Early on, Shay finds a finch and names it Phoenix. The finch has the same color as his school uniform, he says. The finch is later killed by Arjun and his gang members. In the sense, Shay is the finch where his innocence is killed; and then, like a phoenix, he rises up to become a monster. This also harks back to the film’s opening credits that begin with the quote—”A monster when left unchecked, creates an even bigger monster.” We also see something similar in the opening and ending of the film. Noblemen begins with a bunch of boys chasing Shay in a pool almost trying to make him drown. The film ends with the same scene but something changes this time. Now Shay seems to be the perpetrator where he seems to be drowning his teacher. Interestingly, the film’s poster also shows this but it kind of inverts the climax of the film.
At one point, Pia, Gonzo, and Shay are chatting about how the three of them are misfits in the school in different ways leading them to be bullied by the others. Pia is a girl in a boys’ school, Ganesh is fat, and Shay is more interested in drama and literature but sucks at sports and is also gay. In a few scenes in the film, Shay and Pia seem to be close to each other and it seemed that they had feelings for each other. The film never touches this aspect of their relationship again as it is revealed that Shay is gay when he gets an erection after seeing Murali taking off his clothes in front of the class. The school principal and Murali discuss homosexuality in students where they fear that coming out is difficult for gay students as the world treats them harshly. Arjun and his gang represent the extreme end of masculinity where to go to the extent of assaulting Shay and Gonzo. The headteacher of the Gandhi house also supports harsh treatment meted out to students because it will make them men. If anyone has been a misfit of any kind in their growing up years, they would relate with them. We have all seen how vile can some students can be to someone who is different from them.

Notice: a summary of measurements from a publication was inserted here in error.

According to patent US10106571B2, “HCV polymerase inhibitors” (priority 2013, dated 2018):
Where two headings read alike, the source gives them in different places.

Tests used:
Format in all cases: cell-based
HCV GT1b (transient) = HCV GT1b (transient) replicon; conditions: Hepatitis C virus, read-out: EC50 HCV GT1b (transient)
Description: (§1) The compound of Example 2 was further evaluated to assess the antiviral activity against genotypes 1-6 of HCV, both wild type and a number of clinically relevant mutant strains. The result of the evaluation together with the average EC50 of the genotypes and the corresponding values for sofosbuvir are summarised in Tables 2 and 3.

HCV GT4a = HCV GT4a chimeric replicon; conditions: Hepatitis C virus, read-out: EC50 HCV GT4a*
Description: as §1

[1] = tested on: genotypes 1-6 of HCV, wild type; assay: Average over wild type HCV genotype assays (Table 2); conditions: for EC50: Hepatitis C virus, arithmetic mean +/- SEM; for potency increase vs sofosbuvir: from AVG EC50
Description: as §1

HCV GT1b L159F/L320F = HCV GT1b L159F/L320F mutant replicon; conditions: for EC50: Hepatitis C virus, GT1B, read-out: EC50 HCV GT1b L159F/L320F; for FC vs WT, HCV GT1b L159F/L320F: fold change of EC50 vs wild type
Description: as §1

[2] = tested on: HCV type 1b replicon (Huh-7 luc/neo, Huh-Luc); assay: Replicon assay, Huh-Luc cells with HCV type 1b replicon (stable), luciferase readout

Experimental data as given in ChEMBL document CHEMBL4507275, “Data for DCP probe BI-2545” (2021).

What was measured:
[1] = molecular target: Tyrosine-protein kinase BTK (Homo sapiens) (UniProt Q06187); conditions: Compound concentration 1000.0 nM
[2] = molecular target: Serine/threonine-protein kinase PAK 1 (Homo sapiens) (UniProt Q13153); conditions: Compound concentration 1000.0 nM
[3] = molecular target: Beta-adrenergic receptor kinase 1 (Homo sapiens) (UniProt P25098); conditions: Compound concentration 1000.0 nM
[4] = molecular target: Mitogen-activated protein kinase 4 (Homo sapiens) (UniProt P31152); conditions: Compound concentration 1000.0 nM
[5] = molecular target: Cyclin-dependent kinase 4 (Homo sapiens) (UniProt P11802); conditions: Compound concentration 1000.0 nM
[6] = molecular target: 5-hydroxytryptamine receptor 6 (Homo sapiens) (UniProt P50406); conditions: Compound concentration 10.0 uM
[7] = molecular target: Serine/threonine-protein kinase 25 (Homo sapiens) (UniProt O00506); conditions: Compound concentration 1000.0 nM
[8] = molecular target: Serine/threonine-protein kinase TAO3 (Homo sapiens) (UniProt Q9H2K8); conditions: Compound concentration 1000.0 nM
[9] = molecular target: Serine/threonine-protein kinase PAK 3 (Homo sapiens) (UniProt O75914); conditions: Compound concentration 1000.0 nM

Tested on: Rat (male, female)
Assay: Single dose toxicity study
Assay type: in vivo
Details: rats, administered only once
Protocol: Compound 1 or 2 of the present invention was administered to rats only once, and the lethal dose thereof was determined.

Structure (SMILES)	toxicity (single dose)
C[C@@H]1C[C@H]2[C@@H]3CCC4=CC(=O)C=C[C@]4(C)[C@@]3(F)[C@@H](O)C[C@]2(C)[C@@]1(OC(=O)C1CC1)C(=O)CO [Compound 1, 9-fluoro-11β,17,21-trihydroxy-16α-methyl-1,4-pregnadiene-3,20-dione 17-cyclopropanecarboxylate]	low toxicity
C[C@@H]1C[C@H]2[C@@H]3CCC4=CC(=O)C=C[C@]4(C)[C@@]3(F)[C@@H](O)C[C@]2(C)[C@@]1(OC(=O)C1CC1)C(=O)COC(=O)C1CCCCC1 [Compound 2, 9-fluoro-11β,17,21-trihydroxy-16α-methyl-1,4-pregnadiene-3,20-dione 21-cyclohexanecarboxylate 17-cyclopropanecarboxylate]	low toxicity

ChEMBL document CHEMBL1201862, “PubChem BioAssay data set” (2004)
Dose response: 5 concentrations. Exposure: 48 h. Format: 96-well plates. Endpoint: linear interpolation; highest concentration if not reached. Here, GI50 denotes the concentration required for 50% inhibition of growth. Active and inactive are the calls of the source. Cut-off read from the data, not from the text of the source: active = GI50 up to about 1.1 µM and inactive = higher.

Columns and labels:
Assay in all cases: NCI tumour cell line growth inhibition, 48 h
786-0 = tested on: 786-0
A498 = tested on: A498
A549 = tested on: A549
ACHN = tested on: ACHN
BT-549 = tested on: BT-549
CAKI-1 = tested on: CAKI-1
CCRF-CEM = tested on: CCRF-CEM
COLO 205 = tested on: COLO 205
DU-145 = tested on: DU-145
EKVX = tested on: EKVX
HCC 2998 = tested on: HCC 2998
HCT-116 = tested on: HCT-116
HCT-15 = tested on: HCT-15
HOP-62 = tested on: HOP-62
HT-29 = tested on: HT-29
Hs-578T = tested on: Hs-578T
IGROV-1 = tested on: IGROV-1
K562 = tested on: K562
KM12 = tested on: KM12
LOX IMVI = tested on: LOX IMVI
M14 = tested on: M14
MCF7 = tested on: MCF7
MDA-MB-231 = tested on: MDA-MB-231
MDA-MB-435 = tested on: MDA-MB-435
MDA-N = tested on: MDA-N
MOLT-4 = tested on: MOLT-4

I would add that the one film that kept coming to me while watching Noblemen was Sonam Nair’s charming Gippi. There was Booboo in the film who was a bit of both Ganesh and Shay. Booboo was fat and had no interest in sports but knew the latest trends in makeup. He gets delighted when he speaks with boys, showing subtle hints of homosexuality. Booboo was ridiculed by everyone including his own elder sister. Characters, such as Sudo in Student of The Year or Mehul from Hip Hip Hurray, were mocked for being fat. But, being fat and gay adds another dimension to life. In a country that is still largely conservative, it is a tough life ahead for characters, such as Shay and Booboo. Perhaps, that is why one empathizes and feels more for such characters.
Overall, I really liked Noblemen. The film shows that there is always an opportunity to adapt and reimagine classic literature in contemporary times with contemporary themes to create something unique and different. Vandana Kataria has also focused on the little details to truly make an interesting film. I will be waiting to see what she comes up with next.
1. Ali Haji, who plays Shay, was the child actor in films, such as Fanaa, Partner, and Tara Rum Pum.
2. Muskkaan Jaferi, who plays Pia, is the daughter of Jagdeep and the stepsister of Javed Jaffrey.
3. Chahe Koi Mujhe Junglee Kahe and Ai Ai Ya Suku Suku from Junglee are mentioned in the film.
4. Yeh Duniya Agar Mil Jaye from Pyaasa is recreated in the film.